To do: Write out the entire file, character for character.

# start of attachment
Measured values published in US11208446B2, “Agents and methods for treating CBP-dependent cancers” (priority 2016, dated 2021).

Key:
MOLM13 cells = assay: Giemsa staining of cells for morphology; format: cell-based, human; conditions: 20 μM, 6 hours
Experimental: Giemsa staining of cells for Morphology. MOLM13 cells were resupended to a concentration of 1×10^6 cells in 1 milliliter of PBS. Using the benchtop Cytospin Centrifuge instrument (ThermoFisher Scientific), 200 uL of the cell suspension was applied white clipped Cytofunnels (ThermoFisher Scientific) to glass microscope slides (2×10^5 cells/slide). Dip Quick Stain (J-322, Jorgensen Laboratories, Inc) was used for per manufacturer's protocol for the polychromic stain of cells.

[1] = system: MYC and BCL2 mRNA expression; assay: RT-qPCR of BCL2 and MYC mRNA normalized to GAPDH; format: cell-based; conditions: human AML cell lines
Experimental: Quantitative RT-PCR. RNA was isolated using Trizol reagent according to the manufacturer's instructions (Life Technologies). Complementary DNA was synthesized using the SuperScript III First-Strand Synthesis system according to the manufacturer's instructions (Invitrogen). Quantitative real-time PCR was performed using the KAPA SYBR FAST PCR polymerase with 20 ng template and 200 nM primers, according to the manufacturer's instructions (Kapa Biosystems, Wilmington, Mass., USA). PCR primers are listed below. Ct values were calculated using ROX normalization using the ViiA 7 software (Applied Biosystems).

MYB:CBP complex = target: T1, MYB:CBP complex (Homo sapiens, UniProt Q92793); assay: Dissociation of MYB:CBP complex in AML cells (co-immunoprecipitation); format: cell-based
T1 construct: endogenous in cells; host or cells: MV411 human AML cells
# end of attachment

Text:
Measured values published in US11208446B2, “Agents and methods for treating CBP-dependent cancers” (priority 2016, dated 2021).

Key:
MOLM13 cells = assay: Giemsa staining of cells for morphology; format: cell-based, human; conditions: 20 μM, 6 hours
Experimental: Giemsa staining of cells for Morphology. MOLM13 cells were resupended to a concentration of 1×10^6 cells in 1 milliliter of PBS. Using the benchtop Cytospin Centrifuge instrument (ThermoFisher Scientific), 200 uL of the cell suspension was applied white clipped Cytofunnels (ThermoFisher Scientific) to glass microscope slides (2×10^5 cells/slide). Dip Quick Stain (J-322, Jorgensen Laboratories, Inc) was used for per manufacturer's protocol for the polychromic stain of cells.

[1] = system: MYC and BCL2 mRNA expression; assay: RT-qPCR of BCL2 and MYC mRNA normalized to GAPDH; format: cell-based; conditions: human AML cell lines
Experimental: Quantitative RT-PCR. RNA was isolated using Trizol reagent according to the manufacturer's instructions (Life Technologies). Complementary DNA was synthesized using the SuperScript III First-Strand Synthesis system according to the manufacturer's instructions (Invitrogen). Quantitative real-time PCR was performed using the KAPA SYBR FAST PCR polymerase with 20 ng template and 200 nM primers, according to the manufacturer's instructions (Kapa Biosystems, Wilmington, Mass., USA). PCR primers are listed below. Ct values were calculated using ROX normalization using the ViiA 7 software (Applied Biosystems).

MYB:CBP complex = target: T1, MYB:CBP complex (Homo sapiens, UniProt Q92793); assay: Dissociation of MYB:CBP complex in AML cells (co-immunoprecipitation); format: cell-based
T1 construct: endogenous in cells; host or cells: MV411 human AML cells